What is your name, title and institutional affiliation?

David A. Largaespada, Ph.D., Professor, Masonic Cancer Center, University of Minnesota

What is your role, i.e., what do you do?

I am the Associate Director for Basic Science at the Masonic Cancer Center.

Please share your favorite discovery from your NF research. What makes this particular discovery rise to the top?

My lab recently showed that human Schwann cells are very sensitive to transformation by the Hippo/Yap pathway (Velez-Reyes et al., 2021).  What I think is key here is that this occurs in human malignant peripheral nerve sheath tumors (MPNSTs) by loss of certain tumor suppressor genes we identified as key regulators using a Sleeping Beauty transposon based genetic screen in mice. These include the NF2, GDI2, and TAOK1 genes. In a subset of MPNST cases TAOK1 is co-deleted with NF1 and SUZ12, as it is genetically linked to these genes.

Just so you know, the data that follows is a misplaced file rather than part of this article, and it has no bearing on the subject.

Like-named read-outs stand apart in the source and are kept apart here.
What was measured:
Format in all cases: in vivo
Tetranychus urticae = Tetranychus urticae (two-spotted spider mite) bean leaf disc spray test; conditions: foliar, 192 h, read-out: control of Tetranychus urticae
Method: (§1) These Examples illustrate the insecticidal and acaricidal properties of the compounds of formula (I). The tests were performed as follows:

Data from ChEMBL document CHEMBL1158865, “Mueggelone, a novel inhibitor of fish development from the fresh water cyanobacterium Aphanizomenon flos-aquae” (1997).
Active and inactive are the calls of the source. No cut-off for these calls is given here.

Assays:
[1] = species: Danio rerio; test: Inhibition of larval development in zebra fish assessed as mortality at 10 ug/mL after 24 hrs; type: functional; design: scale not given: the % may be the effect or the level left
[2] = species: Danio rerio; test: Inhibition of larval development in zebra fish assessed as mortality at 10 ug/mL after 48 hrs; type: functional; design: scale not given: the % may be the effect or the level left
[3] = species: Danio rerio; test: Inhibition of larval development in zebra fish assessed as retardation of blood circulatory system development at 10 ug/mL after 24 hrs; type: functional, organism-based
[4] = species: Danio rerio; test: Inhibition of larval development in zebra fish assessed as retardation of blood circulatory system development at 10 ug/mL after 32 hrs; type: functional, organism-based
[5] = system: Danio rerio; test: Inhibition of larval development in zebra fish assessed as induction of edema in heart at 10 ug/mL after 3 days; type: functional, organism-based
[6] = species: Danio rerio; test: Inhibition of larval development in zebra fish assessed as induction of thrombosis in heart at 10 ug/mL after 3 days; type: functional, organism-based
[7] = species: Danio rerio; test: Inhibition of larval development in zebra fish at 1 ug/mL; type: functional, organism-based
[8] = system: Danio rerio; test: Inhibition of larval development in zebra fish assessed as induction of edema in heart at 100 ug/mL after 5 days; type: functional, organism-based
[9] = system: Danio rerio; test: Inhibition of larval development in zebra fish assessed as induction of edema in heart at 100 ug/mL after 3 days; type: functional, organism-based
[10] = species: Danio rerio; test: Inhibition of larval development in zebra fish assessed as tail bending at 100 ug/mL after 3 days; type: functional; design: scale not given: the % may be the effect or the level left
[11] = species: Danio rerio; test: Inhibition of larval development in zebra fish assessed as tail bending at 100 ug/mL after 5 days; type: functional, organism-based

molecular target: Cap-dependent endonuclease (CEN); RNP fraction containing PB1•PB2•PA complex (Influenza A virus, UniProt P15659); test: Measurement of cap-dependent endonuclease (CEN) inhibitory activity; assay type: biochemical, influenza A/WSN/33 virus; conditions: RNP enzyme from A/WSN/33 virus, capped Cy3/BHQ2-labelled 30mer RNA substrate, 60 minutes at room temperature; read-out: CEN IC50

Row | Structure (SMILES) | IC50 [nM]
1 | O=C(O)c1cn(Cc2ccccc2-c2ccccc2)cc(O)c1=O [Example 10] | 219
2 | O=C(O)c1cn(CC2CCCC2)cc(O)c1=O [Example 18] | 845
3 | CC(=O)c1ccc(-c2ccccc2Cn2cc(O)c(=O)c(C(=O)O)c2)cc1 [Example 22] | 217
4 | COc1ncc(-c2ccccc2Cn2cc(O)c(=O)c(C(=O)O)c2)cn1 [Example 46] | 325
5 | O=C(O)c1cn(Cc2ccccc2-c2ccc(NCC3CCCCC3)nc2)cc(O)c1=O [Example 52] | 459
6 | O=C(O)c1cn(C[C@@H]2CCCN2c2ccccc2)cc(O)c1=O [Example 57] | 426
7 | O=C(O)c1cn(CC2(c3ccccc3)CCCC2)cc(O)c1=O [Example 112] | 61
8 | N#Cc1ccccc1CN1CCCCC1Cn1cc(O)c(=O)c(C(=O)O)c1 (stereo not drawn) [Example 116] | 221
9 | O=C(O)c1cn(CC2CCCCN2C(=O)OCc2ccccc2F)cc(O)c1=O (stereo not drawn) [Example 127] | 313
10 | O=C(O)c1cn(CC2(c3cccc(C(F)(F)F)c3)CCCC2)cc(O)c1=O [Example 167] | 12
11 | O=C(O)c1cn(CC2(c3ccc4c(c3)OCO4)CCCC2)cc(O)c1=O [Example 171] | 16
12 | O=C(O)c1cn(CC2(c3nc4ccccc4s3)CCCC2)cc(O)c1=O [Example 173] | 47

In your mind, why is data sharing/open science important? How has this practice improved your research?

Open science, and excellent resources for data sharing, are critical to truly leveraging all the high dimensional data we generate in today’s biomedical research labs. We can now use results from other projects, especially human tumor genomics data, over and over again to better interpret data we generate in our model system of disease.

Where do you see NF research going in the next five years?

I think we will see strong and diverse efforts to improve tumor treatment for benign and malignant tumors associated with NF1. Projects will build off the success of MEK inhibitors for benign tumors to make headway versus malignant disease. But also, new treatment modalities for NF1 associated tumors will be tried, such as immunotherapy, oncolytic viruses and vaccines.  New model systems will begin to have an impact by better predicting clinical trials also.